The system of local authority in medieval Spain was many-faceted and diffuse. A parallel system of ownership existed in 16th-century Spain in which all of the vecinos, hidalgos, and pecheros had access to collectively held property known a the commons. Unlike private property, which was by nature and name was essentially only available to the owners (vecinos), access to the commons form of property could not be restricted. Private property could include real estate, such as a house or land, or moveable goods. By the late 18th-century, collective property was considered a form of feudalism and the emphasis was on encouraging people to acquire private property. The Spanish laws increasingly privileged private property, even bringing reforms to apply to the entail, a form of common property that was intended to continue to be exclusively, but collectively held in perpetuity. In the 19th-century, emerging nation-states continued this pattern of privileging private property over collective property. The notable counterpoint occurred in social countries or communist regimes in which an opposing force privileged collective property over private property, with a particular focus on dismantling the entail system that favored aristocrats.
The cultural and logistical separation between the urban central and local jurisdictions engendered very different perspectives regarding authority, particularly with regard to ownership of real property, including property considered to be held in common by municipalities. The structure of authority in Spain was diffuse, and it was made all the more so by the Habsburgs' "sale of towns," an event that resulted in political fragmentation (Kagsn, 1996, p. 444; Nader, 1990). The Hapsburg Spanish regime was in the habit of creating and then selling municipalities in order to alleviate the financial difficulties of the royalty (Nader, 1990 as cited in Elliott). This practice resulted in many Castilians obtaining charters for the municipalities and then facing incredible indebtedness and immense pressure from the crown to give up their hard-won independence. The exclusive jurisdiction held by certain appointees over the commodities tax, the millones, which was a major source of revenue is evidence of this diffuse authority (Kagsn, 1996). The many obtuse lines of authority fostered high levels of non-compliance with royal decrees and resulted in increased dominance of the judiciary bodies (Kagsn, 1996). Competing claims over jurisdiction and legal precedent were continually arbitrated -- this decentralization of power was clearly a manifestation of the liberal Habsburg ruling system (Kagsn, 1996). A democratic form was incidentally shaped as nobility, cities, towns, villages, and commoners employed their liberty to negotiate, resist, or evade the royal demands for tribute (Kagsn, 1996).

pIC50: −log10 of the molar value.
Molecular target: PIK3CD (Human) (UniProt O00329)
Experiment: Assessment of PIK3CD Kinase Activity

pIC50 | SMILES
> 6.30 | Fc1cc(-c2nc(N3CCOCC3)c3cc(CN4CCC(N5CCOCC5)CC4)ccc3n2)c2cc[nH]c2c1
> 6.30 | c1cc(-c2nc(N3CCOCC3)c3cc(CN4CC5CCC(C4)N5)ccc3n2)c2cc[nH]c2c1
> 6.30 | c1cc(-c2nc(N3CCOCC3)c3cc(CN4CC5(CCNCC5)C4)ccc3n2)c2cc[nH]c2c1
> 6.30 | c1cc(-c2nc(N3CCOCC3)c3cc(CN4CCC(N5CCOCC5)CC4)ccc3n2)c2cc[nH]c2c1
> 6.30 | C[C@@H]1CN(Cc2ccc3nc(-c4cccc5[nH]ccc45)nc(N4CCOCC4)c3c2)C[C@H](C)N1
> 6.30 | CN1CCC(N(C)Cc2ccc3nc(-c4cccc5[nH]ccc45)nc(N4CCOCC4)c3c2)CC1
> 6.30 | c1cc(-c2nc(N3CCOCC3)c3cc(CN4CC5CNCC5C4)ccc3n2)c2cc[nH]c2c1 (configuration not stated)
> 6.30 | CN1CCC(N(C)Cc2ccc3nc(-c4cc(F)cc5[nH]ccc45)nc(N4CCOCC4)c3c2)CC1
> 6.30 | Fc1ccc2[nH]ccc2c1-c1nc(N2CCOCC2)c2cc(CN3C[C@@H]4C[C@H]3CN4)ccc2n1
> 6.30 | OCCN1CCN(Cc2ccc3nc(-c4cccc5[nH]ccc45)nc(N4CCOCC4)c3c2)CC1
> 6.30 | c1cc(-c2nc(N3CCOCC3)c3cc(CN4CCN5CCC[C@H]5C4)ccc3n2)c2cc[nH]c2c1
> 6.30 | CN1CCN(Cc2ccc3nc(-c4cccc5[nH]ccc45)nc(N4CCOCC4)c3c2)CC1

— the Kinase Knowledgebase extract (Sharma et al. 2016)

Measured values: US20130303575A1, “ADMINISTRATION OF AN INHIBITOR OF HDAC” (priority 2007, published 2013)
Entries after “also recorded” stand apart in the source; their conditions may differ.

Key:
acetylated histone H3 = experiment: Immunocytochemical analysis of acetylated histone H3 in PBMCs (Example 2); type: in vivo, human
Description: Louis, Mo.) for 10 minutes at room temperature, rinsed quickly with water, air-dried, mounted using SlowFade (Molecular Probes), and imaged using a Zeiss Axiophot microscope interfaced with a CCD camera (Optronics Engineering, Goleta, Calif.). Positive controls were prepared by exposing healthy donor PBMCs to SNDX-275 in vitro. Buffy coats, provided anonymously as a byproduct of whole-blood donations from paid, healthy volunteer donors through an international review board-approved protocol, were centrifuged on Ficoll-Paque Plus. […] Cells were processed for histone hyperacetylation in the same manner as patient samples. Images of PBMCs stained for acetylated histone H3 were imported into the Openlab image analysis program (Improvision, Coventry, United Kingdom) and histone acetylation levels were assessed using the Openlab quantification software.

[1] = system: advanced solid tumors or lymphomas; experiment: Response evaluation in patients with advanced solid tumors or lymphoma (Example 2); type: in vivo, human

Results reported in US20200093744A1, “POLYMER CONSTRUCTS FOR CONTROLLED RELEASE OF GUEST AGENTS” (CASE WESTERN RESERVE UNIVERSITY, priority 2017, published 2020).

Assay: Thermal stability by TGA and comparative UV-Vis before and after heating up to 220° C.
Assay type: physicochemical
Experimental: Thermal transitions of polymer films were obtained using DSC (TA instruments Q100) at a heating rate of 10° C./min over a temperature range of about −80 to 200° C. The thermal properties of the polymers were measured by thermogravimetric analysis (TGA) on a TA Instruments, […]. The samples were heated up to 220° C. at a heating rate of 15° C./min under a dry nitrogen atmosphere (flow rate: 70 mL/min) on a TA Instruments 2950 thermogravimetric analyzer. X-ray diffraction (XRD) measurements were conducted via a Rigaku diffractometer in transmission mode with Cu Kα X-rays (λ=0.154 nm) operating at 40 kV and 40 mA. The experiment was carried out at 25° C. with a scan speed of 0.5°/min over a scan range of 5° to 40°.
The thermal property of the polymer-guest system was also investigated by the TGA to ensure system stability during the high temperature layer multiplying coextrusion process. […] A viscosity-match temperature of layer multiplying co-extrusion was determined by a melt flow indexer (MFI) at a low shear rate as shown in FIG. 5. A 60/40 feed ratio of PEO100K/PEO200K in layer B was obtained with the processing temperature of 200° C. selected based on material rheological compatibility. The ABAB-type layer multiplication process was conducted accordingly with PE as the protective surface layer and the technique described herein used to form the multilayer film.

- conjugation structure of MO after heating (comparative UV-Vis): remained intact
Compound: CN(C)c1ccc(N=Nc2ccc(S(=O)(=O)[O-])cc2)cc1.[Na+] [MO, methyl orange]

Local authorities and individuals sabotaged the overreach of the crown, such that negotiation was replaced by illegal activities. By the time of the Utrecht agreement in 1713, the Spanish possessions of northern Italy and the Netherlands had been placed under the governorship of the Habsburgs, a change that removed the traditional liberties these medieval Spanish kingdoms had enjoyed. The viewpoint that the law of land was negotiable -- and it was vulnerable to disregard by citizens -- found traction during the years of Bourbon rule, as well. The years of Bourbon rule and Habsburg rule pulled Spain into wars, draining its coffers and exposing hundreds of thousands of Spaniards to famine and disease. Smuggling became a common practice in Catalonia, such that "the Basque provinces and Andalusia defrauded royal coffers and broke down respect for the law" (Carr, 2000, p. 204).
Moreover, the trend toward localized authority continued in those jurisdictions under the influence of muhtasib, a supervisory position with authority over bazaars and trade in medieval Islamic countries, in Spain -- particularly Valencia. The muhtasib was a locally based institution that became involved in the collection of non-canonical taxes. The muhtasib office was favored in Christian Spain fundamentally because the citizens already preferred local jurisdictions and "the summary jurisdiction of the mustassaf was viewed as a welcome alternative to complicated court procedures, rather than as a skirting of…[continue]